If you are an obsessive Doctor Who fan (or a “whovian”, as they say), you may have heard of the little new comic book event being published by Titan Comics, Doctor Who: Four Doctors. This weekly event made its debut on August 12th, and will be running for five weeks (although I just read #5 was delayed, sadly). My point is, since I’m a positively diehard fan of the TV series, Doctor Who: Four Doctors, a timey-wimey adventure involving the 10th, 11th, and 12th Doctors as well as the War Doctor portrayed by John Hurt from the epic Day of the Doctor episode, is more than fanatically exciting for me. The good news is that the first three issues have not disappointed so far, and the great, surprising news is that it dominated August’s pile of comics in terms of superb quality. Speaking of Doctor Who, Year One of the 11th Doctor’s own title concluded with #15 to an appreciable end this month. I was also ecstatic to get my hands on the latest Bucky Barnes: The Winter Soldier issue with #10, as Mr. Rudy’s beautiful work ever keeps me in awe. Barry Allen faces his father in The Flash #43 under shady circumstances and a wanted Aquaman is still on the run from his Atlantis and Mera for his moral convictions in #43 of his title. Alas, the fifth issue of Secret Wars was regrettably stale compared against my high expectations for it. The one-shot Secret Wars Ant-Man tie-in faired better when all is said and done.
Out of these nominees, which comics received the Comic Book Awards for the month of August
 
Cover of the Month Award: Secret Wars #5
 
Cover By: Alex Ross
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Ah, yes, Alex Ross does it…again (it’s not my fault he’s this good). In no way am I insinuating that the other covers for the month of August or past months haven’t been excellent or even exceptional in some cases; it’s just that Mr. Ross knows where to perfectly hit that sweet spot I have for comic book/superhero artwork. The cover for Secret Wars #5 exhibits the grim face of Doctor Doom split in two, with the other half in a flaming rage as images of the Beyonder disperse in fragments. It’s somewhat of a hint as to what you will find in this issue, but more in a metaphorical sense. What remains to be true is that this is a striking image and the fiery gaze and gloom of Doom leaves a mark.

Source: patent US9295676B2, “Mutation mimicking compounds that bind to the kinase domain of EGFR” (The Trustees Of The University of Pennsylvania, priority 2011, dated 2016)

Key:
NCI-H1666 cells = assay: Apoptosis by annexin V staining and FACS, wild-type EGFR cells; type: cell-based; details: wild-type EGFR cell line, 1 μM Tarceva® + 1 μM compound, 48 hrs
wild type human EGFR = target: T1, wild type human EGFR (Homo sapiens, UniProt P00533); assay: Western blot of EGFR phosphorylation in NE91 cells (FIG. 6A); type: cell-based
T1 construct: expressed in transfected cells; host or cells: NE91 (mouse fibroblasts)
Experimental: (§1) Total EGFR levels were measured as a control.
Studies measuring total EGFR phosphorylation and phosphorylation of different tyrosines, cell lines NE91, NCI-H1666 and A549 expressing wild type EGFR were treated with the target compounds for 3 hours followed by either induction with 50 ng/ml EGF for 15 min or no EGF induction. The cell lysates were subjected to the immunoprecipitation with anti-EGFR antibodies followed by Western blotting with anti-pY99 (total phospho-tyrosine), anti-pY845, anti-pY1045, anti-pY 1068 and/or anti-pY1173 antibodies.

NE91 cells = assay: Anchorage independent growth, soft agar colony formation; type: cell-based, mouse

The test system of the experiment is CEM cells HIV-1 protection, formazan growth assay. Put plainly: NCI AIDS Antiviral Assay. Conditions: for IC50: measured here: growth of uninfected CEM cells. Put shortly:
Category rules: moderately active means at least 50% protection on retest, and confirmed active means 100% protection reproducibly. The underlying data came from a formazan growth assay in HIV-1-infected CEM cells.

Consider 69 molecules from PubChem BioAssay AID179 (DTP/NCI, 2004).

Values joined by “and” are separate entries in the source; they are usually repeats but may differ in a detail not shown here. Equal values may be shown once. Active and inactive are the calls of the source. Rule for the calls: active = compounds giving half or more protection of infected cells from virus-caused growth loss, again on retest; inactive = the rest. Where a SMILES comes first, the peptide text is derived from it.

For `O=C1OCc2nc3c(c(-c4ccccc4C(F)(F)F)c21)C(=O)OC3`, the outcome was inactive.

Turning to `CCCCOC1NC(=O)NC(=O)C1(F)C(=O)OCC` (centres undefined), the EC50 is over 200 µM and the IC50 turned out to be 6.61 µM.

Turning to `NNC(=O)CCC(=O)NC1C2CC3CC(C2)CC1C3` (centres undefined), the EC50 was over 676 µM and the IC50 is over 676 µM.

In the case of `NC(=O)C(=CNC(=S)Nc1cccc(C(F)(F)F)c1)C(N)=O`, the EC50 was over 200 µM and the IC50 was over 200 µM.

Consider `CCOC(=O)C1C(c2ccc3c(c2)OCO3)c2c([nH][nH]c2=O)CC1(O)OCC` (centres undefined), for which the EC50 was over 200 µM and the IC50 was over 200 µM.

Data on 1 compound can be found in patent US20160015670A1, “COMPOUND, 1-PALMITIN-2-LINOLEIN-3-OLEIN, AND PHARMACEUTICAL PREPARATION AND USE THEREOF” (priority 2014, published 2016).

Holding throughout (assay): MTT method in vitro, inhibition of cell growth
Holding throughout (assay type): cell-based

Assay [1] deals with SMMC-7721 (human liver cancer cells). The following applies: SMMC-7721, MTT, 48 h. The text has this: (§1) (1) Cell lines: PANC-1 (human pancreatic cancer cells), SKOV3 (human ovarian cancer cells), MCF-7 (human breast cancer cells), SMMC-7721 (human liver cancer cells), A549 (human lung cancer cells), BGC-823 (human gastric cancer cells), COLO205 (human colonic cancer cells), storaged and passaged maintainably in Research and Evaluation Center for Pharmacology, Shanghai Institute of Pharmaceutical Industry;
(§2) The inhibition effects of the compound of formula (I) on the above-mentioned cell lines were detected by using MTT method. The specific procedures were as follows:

Art of the Month Award: Bucky Barnes: The Winter Soldier #10

Artist: Marco Rudy

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If the cover by Michael Del Mundo is any indication, what lies inside Bucky Barnes: The Winter Soldier #10 is an art and color extravaganza. Time and time again, Marco Rudy lets his creative, artistic vision fly to the outer reaches of conventional comic book art into a place all-too reminiscent of a cosmic space opera that comes close to defy the most heavenly body of actual outer space. Intense uses of colors add a punching mood to many pages and his repeating use of circular panels ask the reader to look at usual comic book storytelling in an unfamiliar, but freeing light. I think the writer, Ales Kot, notices Rudy’s powerful, expansive style and that might be the reason for the sparse dialogue throughout the issue (why handcuff Rudy’s talent?). My favorite pages would likely be pages 2 &3 (shown above), 8 & 9, 15, 16 & 17. There’s just so much dramatic life in these pages that is really stunning. With that said, I do hope others are seeing what I’m seeing: breathtaking quality.

Story of the Month Award: Doctor Who: Four Doctors #3

Writer: Paul Cornell 

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Positionally, the first two issues of Doctor Who: Four Doctors are mainly introductory issues taking you through the whims of the 10th, 11th, and 12th Doctors and their companions first meeting each other. Why are they here? What’s going on? How could running into each other lead to the “end of all things”? While these introductory issues have some truly brilliant plot and character moments, Doctor Who: Four Doctors #3 is where it’s time to get out your sonic screwdriver, adjust your bow-tie, and yell, “Geronimo!”. This issue gets to the heart of the series thus far, exploring important themes in the Doctor Who lore and further providing a mystery of mysteries. The Doctors and their companions arrive on a planet that the Doctors should remember…but don’t. As they scatter from an oncoming attack from nowhere, the eventual detonation of a Dalek continuum bomb thrusts all of our adventures through alternate timelines of key decisions throughout the Doctor’s life. It has all the makings of a classic, outstanding Doctor Who story and watching it unfold is as delightful as fish fingers and custard (for those of you who don’t know, that’s a Doctor Who pun…sorry, couldn’t resist).